One of the most powerful features of ColdFusion is the ability to connect to a variety of back-end database systems right out of the box. My favorite, for a variety of reasons, is Microsoft SQL Server.
SQL Sever allows you to specify a database user in two ways; SQL Authentication and Windows Authentication. SQL Authentication is like creating a local user on your machine. Windows Authentication is a far more secure and manageable mechanism that relies on Active Directory. In many cases in the corporate world, this is the only way a user can gain access to a database. SQL Server also allows for a mixed mode which allows both authentication mechanisms and is what most shared hosting companies use to allow users to access the server remotely. ColdFusion can connect to SQL Server in either way, but the documentation is far from clear on how to do this using Windows Authentication. The following assumes you are using a relatively new version of CF (8,9,10) and Windows (7, 8, Server 2008 or 2012).
Connecting to SQL Server using SQL Authentication is simple. Go to the ColdFusion administrator, select Data Service >>DataSources and enter the name of the datasource and select Microsoft SQL Server in the dropdown, and then click add.
Once you are there, you will enter the name of the database, the server name or URL, the SQL username you were provided or that you created, the port number (1433 is the default), and the password. You can also enter a brief description, but it is not required. At this point you can hit submit. If all goes well you will get the OK that the datasource has been setup correctly. I won’t go into the advanced options, but if you plan on storing BLOB or CLOB data, you would need to press Show Advanced Settings.
You would think that using Windows Authentication would be as simple as adding the DOMAINUSERNAME in the username field and the other information and press submit. You would be wrong and eventually very frustrated. Connecting to SQL Server with Windows Authentication is only possible by the user that starts the ColdFusion Service in Windows.
By default, when you install ColdFusion, a local system account is used to start the ColdFusion service. In addition to starting the service and all CF related services, it also has full control of the ColdFusion installation folder (IMPORTANT to remember this). The documentation states to create a more secure and more auditable install you should create a local user that can run the service. To use Windows Authentication you will need to ask you Domain Administrator to create a service account in Active Directory that will be used to run the service. Once you have the username and password you will go to the Services module in Windows, select the main ColdFusion Application service (you may need to read the description).
Right click and select properties (or double click the service name) and then select the Log On tab. You will notice that Local System account is selected. Select this account and enter the domainusername and the password that your Domain Administrator provided. Hit Apply. You will receive two prompts if successful. The first will indicate that this user can now run the service and the second will tell you that this will not take affect until you restart the service. Do not restart the service yet. Note: You do not need to make changes to any other ColdFusion related services.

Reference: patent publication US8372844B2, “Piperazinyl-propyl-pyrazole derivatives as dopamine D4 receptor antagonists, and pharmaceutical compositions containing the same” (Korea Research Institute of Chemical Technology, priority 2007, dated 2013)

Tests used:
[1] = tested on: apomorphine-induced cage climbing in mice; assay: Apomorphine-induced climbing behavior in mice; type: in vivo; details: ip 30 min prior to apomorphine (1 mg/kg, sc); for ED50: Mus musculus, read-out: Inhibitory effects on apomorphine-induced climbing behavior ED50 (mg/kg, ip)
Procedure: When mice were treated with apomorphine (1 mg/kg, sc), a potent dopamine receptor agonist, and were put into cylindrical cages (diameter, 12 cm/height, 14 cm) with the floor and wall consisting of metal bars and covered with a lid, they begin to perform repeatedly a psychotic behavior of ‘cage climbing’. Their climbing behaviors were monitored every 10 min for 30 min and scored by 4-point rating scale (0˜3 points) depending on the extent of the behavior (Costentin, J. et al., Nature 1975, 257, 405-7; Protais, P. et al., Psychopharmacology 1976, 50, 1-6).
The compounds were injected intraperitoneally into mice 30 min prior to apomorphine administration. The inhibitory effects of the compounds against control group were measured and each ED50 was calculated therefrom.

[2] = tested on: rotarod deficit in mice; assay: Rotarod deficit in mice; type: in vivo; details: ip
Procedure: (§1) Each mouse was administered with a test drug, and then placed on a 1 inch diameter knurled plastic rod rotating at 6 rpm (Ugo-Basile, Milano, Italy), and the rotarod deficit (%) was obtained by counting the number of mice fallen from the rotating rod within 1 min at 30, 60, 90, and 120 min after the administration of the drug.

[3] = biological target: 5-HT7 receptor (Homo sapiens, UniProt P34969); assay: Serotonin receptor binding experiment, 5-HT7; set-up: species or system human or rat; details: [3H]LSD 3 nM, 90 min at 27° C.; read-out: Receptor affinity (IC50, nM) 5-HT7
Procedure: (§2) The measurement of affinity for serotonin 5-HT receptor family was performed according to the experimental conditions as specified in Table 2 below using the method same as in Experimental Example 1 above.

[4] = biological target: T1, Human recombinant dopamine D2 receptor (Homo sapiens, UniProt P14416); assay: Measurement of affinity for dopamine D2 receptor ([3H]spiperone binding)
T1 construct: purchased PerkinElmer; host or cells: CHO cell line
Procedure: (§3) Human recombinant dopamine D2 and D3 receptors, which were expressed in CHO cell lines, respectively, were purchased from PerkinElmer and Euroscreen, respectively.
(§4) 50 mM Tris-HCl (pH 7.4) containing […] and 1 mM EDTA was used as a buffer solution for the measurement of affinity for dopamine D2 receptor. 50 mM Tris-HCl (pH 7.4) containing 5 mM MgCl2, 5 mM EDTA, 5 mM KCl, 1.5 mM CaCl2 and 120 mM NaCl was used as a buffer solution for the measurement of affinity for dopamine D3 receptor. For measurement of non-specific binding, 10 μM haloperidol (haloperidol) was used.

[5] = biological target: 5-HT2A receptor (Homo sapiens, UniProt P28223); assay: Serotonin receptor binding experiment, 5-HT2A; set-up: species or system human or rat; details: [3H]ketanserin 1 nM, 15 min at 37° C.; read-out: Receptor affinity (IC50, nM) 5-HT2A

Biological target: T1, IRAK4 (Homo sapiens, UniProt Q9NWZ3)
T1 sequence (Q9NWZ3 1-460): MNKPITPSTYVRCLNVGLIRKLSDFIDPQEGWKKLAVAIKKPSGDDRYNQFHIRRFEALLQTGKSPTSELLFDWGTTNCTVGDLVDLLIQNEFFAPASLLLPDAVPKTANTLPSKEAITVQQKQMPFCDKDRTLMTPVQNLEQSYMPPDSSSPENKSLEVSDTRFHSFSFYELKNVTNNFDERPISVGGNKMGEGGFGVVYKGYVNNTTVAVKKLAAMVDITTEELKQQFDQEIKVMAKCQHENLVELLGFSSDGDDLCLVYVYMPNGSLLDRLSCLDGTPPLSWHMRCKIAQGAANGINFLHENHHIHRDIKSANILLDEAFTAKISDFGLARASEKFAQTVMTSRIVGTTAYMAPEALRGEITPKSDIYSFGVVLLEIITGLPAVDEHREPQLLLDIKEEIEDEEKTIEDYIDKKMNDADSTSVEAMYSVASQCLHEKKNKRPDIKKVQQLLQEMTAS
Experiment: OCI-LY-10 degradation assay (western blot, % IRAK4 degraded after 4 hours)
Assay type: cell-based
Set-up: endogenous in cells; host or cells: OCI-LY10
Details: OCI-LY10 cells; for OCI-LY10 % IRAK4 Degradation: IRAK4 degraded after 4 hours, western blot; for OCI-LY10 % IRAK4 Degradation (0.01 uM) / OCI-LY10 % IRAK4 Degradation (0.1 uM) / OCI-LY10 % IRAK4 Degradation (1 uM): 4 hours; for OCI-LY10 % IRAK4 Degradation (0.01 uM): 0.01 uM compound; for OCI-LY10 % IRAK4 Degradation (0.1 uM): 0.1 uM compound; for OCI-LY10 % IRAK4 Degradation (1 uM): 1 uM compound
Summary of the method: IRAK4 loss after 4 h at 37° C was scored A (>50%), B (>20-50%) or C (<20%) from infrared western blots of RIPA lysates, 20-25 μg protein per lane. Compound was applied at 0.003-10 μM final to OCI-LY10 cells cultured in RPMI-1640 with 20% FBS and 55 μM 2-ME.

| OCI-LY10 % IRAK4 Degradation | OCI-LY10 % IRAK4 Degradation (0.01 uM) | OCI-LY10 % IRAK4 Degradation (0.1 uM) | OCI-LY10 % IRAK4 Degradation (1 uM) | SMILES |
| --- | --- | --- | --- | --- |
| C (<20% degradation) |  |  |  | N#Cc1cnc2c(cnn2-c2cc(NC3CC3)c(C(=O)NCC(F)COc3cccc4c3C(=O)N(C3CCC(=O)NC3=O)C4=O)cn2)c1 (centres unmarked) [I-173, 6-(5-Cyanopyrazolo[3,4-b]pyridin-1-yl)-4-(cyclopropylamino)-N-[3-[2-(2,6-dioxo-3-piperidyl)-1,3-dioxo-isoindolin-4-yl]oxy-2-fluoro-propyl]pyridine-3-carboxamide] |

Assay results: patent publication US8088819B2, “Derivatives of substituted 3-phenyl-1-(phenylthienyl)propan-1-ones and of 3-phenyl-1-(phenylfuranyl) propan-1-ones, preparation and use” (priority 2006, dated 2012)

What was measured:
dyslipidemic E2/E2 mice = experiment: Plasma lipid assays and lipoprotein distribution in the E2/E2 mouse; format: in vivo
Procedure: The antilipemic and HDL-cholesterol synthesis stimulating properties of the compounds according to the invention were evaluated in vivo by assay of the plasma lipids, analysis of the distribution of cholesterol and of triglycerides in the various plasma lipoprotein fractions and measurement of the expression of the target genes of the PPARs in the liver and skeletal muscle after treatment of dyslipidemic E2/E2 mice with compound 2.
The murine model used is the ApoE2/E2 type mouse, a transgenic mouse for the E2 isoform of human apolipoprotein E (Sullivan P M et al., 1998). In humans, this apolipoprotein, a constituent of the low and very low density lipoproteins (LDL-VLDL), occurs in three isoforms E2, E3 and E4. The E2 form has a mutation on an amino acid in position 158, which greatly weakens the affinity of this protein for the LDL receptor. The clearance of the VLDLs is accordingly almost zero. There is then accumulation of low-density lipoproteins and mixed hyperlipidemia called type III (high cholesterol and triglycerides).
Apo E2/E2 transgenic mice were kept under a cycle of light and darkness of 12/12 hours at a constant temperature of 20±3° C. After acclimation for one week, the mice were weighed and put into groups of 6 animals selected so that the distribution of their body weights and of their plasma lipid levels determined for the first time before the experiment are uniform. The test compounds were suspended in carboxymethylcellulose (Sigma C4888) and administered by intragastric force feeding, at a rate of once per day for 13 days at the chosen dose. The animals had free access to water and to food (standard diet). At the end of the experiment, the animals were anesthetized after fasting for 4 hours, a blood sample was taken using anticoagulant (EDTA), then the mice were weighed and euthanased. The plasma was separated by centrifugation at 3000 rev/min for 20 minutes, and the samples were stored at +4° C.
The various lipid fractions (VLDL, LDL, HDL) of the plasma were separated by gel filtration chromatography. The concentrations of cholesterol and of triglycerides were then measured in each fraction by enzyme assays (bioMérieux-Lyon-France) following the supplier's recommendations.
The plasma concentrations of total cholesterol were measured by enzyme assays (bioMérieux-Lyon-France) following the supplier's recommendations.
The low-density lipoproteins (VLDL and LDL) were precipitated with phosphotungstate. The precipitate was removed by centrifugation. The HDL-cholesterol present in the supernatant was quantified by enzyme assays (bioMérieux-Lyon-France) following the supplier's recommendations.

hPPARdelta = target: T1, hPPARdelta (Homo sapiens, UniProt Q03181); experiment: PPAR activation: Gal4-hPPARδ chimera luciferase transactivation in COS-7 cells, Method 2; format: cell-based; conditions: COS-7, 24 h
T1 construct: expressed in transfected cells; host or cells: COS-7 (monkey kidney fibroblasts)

Now go to the root location of the ColdFusion installation (e.g. C:). Right click on the ColdFusion installation folder, select properties and then security. Select Edit, then select Add to add a new user. Enter the domainusername of the account provided and click on Check Names. Once the username resolves, click OK. Now make sure the check box for Full Control is checked, click OK and wait for the permissions to propagate.
Close all the windows except Services. Restart the ColdFusion service. Verify that you can get to the administrator.
Provide the domain credentials, you just added, to your SQL Database Administrator and ask them to add the user to the database(s) you need access to.
Now follow the instructions above for connecting to the datasource. Do not enter a username and password. ColdFusion will now pass the Windows credentials it uses to the database server. If all goes well you will get the OK that the datasource has been setup correctly. If it fails, the error code will show the domainusername it attempted to use.
Note: I made the mistake of not assigning the user control of the installation folder and received an Apache Tomcat 500 server error with absolutely no indication of the real problem (lots of security failures). I am not real excited about giving this user full control of all the folders and files, and will look for the minimum required.
Thanks to the Adobe Forum and Reed Powell’s post for helping me figure this out (http://forums.adobe.com/message/4793999).